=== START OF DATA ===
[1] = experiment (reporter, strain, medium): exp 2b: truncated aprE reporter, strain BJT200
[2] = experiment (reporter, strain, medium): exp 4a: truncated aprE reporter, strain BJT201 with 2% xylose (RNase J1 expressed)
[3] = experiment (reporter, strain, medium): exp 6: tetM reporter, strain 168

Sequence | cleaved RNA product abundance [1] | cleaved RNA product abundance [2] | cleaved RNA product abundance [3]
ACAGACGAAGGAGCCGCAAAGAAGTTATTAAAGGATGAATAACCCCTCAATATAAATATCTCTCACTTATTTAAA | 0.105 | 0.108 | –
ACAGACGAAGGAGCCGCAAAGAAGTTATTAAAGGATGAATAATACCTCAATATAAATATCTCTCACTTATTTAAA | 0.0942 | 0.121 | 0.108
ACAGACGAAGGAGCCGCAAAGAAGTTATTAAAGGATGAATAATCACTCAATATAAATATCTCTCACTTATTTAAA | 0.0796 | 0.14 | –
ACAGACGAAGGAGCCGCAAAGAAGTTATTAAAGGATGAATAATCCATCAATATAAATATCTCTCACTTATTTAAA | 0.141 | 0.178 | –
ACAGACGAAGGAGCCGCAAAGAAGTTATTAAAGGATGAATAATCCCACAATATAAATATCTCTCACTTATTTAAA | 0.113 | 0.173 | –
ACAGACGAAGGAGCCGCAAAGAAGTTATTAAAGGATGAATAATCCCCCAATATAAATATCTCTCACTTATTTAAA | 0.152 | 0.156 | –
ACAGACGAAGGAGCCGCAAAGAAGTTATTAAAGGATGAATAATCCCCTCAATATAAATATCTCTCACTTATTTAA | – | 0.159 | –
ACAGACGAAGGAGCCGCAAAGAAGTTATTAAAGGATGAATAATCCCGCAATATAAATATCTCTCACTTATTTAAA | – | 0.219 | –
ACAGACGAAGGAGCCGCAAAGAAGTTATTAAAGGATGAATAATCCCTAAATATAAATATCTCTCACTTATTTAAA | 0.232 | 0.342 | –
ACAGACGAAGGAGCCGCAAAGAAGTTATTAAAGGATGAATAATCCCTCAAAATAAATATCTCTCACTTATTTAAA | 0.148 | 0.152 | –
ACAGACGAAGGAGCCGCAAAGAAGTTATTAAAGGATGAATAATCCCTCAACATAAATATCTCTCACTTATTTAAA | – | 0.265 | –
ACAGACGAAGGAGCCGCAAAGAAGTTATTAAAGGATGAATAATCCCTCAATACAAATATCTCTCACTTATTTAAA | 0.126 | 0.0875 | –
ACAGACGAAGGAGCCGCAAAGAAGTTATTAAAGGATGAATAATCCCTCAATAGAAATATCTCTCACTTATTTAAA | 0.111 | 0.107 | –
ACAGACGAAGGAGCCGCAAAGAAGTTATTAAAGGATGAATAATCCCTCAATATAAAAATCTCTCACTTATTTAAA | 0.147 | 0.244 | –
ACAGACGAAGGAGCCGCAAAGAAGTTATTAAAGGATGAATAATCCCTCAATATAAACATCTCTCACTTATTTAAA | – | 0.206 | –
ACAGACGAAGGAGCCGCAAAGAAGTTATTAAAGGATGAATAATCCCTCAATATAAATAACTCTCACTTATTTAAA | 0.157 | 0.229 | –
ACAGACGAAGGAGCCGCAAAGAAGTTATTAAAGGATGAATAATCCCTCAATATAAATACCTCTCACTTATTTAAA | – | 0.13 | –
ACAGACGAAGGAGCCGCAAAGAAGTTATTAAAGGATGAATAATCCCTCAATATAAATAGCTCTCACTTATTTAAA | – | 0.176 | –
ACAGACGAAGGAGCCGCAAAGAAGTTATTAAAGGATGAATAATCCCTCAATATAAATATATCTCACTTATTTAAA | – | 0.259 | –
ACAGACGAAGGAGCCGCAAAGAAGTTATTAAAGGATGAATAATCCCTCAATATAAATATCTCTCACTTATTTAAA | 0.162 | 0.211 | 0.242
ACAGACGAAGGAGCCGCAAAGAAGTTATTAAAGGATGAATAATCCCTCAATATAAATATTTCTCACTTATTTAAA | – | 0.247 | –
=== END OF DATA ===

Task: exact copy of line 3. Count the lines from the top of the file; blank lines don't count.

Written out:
[3] = experiment (reporter, strain, medium): exp 6: tetM reporter, strain 168